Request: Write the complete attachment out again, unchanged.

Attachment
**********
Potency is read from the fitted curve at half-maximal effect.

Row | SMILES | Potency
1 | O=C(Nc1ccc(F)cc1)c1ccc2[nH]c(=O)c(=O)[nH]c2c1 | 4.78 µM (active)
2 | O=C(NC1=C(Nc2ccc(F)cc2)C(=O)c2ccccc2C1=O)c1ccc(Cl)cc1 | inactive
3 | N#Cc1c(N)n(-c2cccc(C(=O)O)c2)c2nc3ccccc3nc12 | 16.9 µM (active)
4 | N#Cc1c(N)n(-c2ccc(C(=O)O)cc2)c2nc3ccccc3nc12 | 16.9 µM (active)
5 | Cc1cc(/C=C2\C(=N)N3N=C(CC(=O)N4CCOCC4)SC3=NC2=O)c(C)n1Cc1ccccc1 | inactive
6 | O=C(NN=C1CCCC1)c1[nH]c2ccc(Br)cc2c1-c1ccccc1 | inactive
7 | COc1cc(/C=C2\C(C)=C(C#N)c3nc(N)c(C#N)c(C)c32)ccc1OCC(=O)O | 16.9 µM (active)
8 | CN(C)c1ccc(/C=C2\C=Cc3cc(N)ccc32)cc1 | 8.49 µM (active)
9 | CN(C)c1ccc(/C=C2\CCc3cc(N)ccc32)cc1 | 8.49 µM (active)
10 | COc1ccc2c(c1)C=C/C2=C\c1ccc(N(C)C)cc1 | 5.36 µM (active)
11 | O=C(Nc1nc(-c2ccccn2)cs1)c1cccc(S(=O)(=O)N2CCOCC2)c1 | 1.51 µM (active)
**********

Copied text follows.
Potency is read from the fitted curve at half-maximal effect.

Row | SMILES | Potency
1 | O=C(Nc1ccc(F)cc1)c1ccc2[nH]c(=O)c(=O)[nH]c2c1 | 4.78 µM (active)
2 | O=C(NC1=C(Nc2ccc(F)cc2)C(=O)c2ccccc2C1=O)c1ccc(Cl)cc1 | inactive
3 | N#Cc1c(N)n(-c2cccc(C(=O)O)c2)c2nc3ccccc3nc12 | 16.9 µM (active)
4 | N#Cc1c(N)n(-c2ccc(C(=O)O)cc2)c2nc3ccccc3nc12 | 16.9 µM (active)
5 | Cc1cc(/C=C2\C(=N)N3N=C(CC(=O)N4CCOCC4)SC3=NC2=O)c(C)n1Cc1ccccc1 | inactive
6 | O=C(NN=C1CCCC1)c1[nH]c2ccc(Br)cc2c1-c1ccccc1 | inactive
7 | COc1cc(/C=C2\C(C)=C(C#N)c3nc(N)c(C#N)c(C)c32)ccc1OCC(=O)O | 16.9 µM (active)
8 | CN(C)c1ccc(/C=C2\C=Cc3cc(N)ccc32)cc1 | 8.49 µM (active)
9 | CN(C)c1ccc(/C=C2\CCc3cc(N)ccc32)cc1 | 8.49 µM (active)
10 | COc1ccc2c(c1)C=C/C2=C\c1ccc(N(C)C)cc1 | 5.36 µM (active)
11 | O=C(Nc1nc(-c2ccccn2)cs1)c1cccc(S(=O)(=O)N2CCOCC2)c1 | 1.51 µM (active)